Color Theory

This week we have the amazing Sarah Fuchs here with us to teach us all about color theory, what it is and how to use it to improve your art journal pages.

I remember clearly when my mum showed me, that you can mix colours. That day a whole new world opened it doors for me. I rarely ever just used watercolours the way the are, but always mixed them. In elementary school I learned about the primary colours: blue, yellow and red. I took for granted what my teacher taught me and worked with those colours since then. I often was frustrated by the dull colours I received that way but I always thought that’s the way it was.

I had to wait over 20 years for another teacher to come along and open my eyes to the real colour theory and what I learned then I want to share with you today.

GM-SarahFuchs2
 
Maybe this won’t be news to you, but it was clearly to me. Not red, yellow and blue are the primary colours, but magenta, yellow and cyan are. Yes, the same three colours our printers use. Makes total sense to me.

After I  knew that I was using the wrong primary colours I searched for watercolours in the right three colours, which is kind of hard, which is crazy. Magenta and yellow are easy to find, but I never found a real cyan, so I am using one with a light red touch in it.I painted with only those three colours to show you that you can mix (nearly) all of the other colours with just those three.

GM-SarahFuchs3
I started with yellow and mixed in a bit of magenta and painted a bit of it on paper, then I mixed it with a bit more magenta and more and went from top to bottom to show the different colours you can get. And as you can see near the end of that first line I got red- this still fascinates me every time.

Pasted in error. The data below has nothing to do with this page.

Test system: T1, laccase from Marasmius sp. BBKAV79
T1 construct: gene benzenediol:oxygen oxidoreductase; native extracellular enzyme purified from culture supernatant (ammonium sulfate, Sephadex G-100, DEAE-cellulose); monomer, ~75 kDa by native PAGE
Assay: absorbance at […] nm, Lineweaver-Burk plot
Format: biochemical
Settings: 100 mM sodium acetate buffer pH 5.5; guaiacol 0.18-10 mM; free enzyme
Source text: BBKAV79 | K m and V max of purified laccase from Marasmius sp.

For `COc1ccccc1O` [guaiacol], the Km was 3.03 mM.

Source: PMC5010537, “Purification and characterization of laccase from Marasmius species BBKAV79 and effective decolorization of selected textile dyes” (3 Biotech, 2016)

GM-SarahFuchs4

The next line I started with magenta and mixed in cyan. Same thing happened here: I got blue. The last line I started with cyan and mixed in yellow.

Knowing this, the colour theory wheels you can find everywhere in books and on the internet are wrong- at least for watercolours (other paints sometimes mix different, but some do the same way, just try it). That’s why I painted a new one, in which you can totally see my messy artist attitude – I used a dirty cyan and that’s why it looks a bit dull, but you get the idea. I also showed you how to mix black (just use the three primary colours in equal parts together) and grey and brown (red and green- or a lot of cyan with a tad less yellow and magenta).
GM-SarahFuchs5

The colour wheel can help you to match colours on you pages:
  • warm colours work well together
  • cold colours work well together
  • neighbour colours work well together (red and orange for example)
  • opposing colours work well together (green-magenta, yellow-blue).
But honestly use whatever colours you want to and feel like, as always there’s no right or wrong in art.
GM-SarahFuchs6 (1)

I hope you are inspired now, to try mixing your watercolours in maybe a new way or just play with them a bit!

Thanks so much Sarah! Let’s all get to mixing!

3 Comments

  1. Clare Davis Etheridge

    What an interesting post, thanks for sharing Sarah, I love colour and this is fascinating. I want to get mixing now!

  2. Sarah Maddox

    Fascinating. Very interesting post.

  3. Maura Flood

    Wow! This opens my eyes to a new world, with magenta instead of red as one of the primary colors.